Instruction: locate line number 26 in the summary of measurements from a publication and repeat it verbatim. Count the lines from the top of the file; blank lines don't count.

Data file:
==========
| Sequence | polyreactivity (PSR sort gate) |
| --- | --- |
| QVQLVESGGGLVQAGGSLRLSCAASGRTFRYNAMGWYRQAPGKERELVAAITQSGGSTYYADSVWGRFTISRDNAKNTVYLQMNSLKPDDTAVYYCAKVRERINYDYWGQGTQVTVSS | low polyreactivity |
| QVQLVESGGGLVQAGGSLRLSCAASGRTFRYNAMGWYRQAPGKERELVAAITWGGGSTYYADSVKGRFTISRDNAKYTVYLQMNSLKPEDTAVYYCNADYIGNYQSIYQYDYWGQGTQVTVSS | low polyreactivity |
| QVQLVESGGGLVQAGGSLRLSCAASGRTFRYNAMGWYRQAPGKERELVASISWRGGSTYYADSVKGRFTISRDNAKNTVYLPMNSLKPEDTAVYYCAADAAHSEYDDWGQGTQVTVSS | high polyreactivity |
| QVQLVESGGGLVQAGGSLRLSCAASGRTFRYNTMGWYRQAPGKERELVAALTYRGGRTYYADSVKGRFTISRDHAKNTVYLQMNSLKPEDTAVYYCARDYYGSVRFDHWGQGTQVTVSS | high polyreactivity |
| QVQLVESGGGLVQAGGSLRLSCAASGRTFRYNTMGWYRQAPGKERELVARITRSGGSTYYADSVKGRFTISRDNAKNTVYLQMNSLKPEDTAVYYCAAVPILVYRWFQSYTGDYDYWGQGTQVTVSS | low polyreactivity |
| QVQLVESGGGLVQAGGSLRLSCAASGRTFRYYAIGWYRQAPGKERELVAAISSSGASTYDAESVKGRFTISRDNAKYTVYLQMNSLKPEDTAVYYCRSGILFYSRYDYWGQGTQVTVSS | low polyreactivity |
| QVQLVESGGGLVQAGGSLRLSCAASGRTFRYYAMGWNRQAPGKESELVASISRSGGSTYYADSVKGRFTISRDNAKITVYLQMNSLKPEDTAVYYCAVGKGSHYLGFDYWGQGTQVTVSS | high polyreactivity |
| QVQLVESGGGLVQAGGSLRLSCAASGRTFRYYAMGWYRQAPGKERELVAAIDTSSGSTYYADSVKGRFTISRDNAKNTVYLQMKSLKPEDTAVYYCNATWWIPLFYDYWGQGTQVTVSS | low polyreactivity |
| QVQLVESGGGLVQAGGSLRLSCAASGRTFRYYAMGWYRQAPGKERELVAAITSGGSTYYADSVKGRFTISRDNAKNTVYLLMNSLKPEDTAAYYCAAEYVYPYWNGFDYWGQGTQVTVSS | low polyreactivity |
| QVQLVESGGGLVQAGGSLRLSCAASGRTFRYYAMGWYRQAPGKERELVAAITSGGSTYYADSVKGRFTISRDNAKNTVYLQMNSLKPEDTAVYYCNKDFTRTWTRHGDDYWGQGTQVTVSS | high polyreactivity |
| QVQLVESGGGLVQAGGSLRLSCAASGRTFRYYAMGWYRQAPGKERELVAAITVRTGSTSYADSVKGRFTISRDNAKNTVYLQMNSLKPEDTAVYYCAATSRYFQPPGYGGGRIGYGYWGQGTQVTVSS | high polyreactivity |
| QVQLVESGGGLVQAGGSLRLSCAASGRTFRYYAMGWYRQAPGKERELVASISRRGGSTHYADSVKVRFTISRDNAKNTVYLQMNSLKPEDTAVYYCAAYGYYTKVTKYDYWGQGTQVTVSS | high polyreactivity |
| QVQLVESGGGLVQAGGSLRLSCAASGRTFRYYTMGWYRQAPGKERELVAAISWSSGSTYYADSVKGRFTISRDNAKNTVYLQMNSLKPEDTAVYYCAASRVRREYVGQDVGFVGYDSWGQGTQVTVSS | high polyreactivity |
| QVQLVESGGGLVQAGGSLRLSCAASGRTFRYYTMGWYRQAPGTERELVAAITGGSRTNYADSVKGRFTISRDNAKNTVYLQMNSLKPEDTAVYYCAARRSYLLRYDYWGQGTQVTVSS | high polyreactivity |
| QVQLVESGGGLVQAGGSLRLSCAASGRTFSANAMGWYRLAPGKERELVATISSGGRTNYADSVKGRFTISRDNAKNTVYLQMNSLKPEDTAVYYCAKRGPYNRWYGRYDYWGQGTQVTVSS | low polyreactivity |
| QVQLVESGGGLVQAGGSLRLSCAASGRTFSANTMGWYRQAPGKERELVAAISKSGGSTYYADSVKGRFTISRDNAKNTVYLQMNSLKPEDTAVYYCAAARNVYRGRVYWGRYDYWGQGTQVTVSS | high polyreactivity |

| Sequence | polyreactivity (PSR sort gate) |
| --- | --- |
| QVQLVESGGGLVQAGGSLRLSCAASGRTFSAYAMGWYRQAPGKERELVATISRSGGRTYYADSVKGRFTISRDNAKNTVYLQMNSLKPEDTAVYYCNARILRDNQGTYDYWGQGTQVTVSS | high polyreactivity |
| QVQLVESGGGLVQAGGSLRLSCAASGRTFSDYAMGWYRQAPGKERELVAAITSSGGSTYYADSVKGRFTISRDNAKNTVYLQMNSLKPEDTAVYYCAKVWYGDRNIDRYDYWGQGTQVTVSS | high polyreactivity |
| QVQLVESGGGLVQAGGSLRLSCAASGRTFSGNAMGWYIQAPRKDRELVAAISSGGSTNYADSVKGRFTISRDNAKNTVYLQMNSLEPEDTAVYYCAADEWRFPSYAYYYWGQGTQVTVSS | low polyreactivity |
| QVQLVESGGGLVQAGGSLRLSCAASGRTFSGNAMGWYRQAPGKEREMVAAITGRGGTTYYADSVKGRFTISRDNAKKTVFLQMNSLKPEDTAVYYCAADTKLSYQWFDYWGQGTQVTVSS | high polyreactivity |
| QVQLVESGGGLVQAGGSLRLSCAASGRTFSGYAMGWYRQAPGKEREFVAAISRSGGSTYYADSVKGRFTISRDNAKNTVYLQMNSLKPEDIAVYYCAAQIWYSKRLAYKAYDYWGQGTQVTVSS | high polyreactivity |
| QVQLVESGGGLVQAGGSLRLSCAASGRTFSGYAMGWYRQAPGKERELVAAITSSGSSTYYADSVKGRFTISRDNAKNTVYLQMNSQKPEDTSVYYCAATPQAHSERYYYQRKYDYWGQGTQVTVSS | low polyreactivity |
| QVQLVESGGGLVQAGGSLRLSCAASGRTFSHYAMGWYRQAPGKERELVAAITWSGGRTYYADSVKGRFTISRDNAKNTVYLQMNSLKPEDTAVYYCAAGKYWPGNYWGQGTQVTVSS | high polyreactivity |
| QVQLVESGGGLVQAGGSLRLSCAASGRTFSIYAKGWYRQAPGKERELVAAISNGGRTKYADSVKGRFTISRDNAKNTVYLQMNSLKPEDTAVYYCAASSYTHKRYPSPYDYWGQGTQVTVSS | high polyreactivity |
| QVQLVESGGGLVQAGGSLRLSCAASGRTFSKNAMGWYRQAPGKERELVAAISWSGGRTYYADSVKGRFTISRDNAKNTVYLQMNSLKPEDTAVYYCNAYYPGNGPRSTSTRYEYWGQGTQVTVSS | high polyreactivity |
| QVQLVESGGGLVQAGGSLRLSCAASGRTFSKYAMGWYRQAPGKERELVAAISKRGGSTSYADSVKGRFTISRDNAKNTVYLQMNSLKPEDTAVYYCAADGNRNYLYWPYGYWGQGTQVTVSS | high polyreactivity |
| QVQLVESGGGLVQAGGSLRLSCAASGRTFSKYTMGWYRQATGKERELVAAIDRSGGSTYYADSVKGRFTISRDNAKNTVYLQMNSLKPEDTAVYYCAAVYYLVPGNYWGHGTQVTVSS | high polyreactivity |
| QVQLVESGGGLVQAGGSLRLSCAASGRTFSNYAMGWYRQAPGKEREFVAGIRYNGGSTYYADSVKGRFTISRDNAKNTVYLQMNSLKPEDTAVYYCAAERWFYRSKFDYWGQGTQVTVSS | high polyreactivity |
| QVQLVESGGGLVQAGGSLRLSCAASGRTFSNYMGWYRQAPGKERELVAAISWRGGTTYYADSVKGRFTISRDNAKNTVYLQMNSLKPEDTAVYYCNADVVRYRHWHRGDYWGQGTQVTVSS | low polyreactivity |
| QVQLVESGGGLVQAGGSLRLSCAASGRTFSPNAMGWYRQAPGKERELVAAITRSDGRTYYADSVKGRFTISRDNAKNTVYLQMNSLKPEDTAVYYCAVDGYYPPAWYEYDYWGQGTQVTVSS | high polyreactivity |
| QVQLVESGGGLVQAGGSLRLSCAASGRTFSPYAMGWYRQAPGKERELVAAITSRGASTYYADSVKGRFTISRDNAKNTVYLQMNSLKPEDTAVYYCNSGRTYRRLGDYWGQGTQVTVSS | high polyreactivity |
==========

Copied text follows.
| QVQLVESGGGLVQAGGSLRLSCAASGRTFSGYAMGWYRQAPGKERELVAAITSSGSSTYYADSVKGRFTISRDNAKNTVYLQMNSQKPEDTSVYYCAATPQAHSERYYYQRKYDYWGQGTQVTVSS | low polyreactivity |